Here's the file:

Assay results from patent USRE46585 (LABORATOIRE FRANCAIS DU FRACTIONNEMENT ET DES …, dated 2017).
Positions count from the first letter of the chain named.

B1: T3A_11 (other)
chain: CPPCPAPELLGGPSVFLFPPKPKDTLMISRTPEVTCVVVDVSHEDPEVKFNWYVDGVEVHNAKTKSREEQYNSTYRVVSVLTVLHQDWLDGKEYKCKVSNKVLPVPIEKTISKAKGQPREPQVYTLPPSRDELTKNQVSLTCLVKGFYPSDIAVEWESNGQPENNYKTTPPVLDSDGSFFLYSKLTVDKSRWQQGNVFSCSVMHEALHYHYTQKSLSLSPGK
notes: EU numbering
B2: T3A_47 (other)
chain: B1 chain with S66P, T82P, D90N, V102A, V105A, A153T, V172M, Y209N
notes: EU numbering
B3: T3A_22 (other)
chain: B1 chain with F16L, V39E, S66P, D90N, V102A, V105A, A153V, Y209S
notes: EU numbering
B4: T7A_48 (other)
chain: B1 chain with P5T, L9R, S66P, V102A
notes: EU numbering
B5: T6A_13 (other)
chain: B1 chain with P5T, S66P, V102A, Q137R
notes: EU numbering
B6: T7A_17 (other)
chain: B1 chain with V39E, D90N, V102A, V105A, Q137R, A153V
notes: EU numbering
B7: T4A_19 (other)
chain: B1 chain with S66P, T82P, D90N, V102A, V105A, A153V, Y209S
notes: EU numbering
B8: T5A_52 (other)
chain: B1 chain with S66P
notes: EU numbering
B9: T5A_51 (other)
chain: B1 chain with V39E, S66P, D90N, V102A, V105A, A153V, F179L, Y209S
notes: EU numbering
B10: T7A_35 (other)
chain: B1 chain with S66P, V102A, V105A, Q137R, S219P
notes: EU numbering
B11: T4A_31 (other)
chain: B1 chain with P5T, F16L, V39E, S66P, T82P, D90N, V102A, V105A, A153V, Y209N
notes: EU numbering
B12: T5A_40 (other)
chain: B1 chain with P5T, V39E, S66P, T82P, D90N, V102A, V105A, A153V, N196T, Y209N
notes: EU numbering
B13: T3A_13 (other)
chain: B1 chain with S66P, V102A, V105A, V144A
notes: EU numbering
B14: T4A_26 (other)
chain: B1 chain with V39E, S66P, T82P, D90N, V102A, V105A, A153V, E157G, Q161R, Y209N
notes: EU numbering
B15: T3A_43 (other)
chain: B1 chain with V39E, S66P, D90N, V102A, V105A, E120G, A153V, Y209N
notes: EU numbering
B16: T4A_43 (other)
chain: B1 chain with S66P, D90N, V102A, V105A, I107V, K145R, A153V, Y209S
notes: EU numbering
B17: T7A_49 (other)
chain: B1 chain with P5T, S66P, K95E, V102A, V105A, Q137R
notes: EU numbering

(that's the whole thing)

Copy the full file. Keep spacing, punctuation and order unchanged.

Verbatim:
Assay results from patent USRE46585 (LABORATOIRE FRANCAIS DU FRACTIONNEMENT ET DES …, dated 2017).
Positions count from the first letter of the chain named.

B1: T3A_11 (other)
chain: CPPCPAPELLGGPSVFLFPPKPKDTLMISRTPEVTCVVVDVSHEDPEVKFNWYVDGVEVHNAKTKSREEQYNSTYRVVSVLTVLHQDWLDGKEYKCKVSNKVLPVPIEKTISKAKGQPREPQVYTLPPSRDELTKNQVSLTCLVKGFYPSDIAVEWESNGQPENNYKTTPPVLDSDGSFFLYSKLTVDKSRWQQGNVFSCSVMHEALHYHYTQKSLSLSPGK
notes: EU numbering
B2: T3A_47 (other)
chain: B1 chain with S66P, T82P, D90N, V102A, V105A, A153T, V172M, Y209N
notes: EU numbering
B3: T3A_22 (other)
chain: B1 chain with F16L, V39E, S66P, D90N, V102A, V105A, A153V, Y209S
notes: EU numbering
B4: T7A_48 (other)
chain: B1 chain with P5T, L9R, S66P, V102A
notes: EU numbering
B5: T6A_13 (other)
chain: B1 chain with P5T, S66P, V102A, Q137R
notes: EU numbering
B6: T7A_17 (other)
chain: B1 chain with V39E, D90N, V102A, V105A, Q137R, A153V
notes: EU numbering
B7: T4A_19 (other)
chain: B1 chain with S66P, T82P, D90N, V102A, V105A, A153V, Y209S
notes: EU numbering
B8: T5A_52 (other)
chain: B1 chain with S66P
notes: EU numbering
B9: T5A_51 (other)
chain: B1 chain with V39E, S66P, D90N, V102A, V105A, A153V, F179L, Y209S
notes: EU numbering
B10: T7A_35 (other)
chain: B1 chain with S66P, V102A, V105A, Q137R, S219P
notes: EU numbering
B11: T4A_31 (other)
chain: B1 chain with P5T, F16L, V39E, S66P, T82P, D90N, V102A, V105A, A153V, Y209N
notes: EU numbering
B12: T5A_40 (other)
chain: B1 chain with P5T, V39E, S66P, T82P, D90N, V102A, V105A, A153V, N196T, Y209N
notes: EU numbering
B13: T3A_13 (other)
chain: B1 chain with S66P, V102A, V105A, V144A
notes: EU numbering
B14: T4A_26 (other)
chain: B1 chain with V39E, S66P, T82P, D90N, V102A, V105A, A153V, E157G, Q161R, Y209N
notes: EU numbering
B15: T3A_43 (other)
chain: B1 chain with V39E, S66P, D90N, V102A, V105A, E120G, A153V, Y209N
notes: EU numbering
B16: T4A_43 (other)
chain: B1 chain with S66P, D90N, V102A, V105A, I107V, K145R, A153V, Y209S
notes: EU numbering
B17: T7A_49 (other)
chain: B1 chain with P5T, S66P, K95E, V102A, V105A, Q137R
notes: EU numbering